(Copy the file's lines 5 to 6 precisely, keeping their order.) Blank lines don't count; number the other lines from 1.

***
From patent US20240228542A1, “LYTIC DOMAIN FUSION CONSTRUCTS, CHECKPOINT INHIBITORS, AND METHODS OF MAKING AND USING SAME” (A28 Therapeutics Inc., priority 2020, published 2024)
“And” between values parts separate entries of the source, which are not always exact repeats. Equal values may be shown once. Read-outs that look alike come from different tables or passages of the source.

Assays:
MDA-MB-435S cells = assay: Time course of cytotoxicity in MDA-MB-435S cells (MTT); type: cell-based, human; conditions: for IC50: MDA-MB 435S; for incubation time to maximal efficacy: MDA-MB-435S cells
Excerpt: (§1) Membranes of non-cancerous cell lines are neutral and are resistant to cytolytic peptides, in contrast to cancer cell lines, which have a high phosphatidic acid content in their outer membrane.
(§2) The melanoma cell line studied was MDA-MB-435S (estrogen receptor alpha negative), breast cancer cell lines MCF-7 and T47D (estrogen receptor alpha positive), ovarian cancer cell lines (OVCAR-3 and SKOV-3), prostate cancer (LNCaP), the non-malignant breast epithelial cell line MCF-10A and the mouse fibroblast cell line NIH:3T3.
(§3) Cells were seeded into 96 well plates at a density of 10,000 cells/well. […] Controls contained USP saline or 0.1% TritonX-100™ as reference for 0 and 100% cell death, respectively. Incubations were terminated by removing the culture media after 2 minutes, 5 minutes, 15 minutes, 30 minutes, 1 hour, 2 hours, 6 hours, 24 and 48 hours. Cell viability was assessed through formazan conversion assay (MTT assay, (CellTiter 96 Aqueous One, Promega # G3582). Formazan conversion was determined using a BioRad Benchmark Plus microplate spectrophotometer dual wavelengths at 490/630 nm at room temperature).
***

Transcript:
Excerpt: (§1) Membranes of non-cancerous cell lines are neutral and are resistant to cytolytic peptides, in contrast to cancer cell lines, which have a high phosphatidic acid content in their outer membrane.
(§2) The melanoma cell line studied was MDA-MB-435S (estrogen receptor alpha negative), breast cancer cell lines MCF-7 and T47D (estrogen receptor alpha positive), ovarian cancer cell lines (OVCAR-3 and SKOV-3), prostate cancer (LNCaP), the non-malignant breast epithelial cell line MCF-10A and the mouse fibroblast cell line NIH:3T3.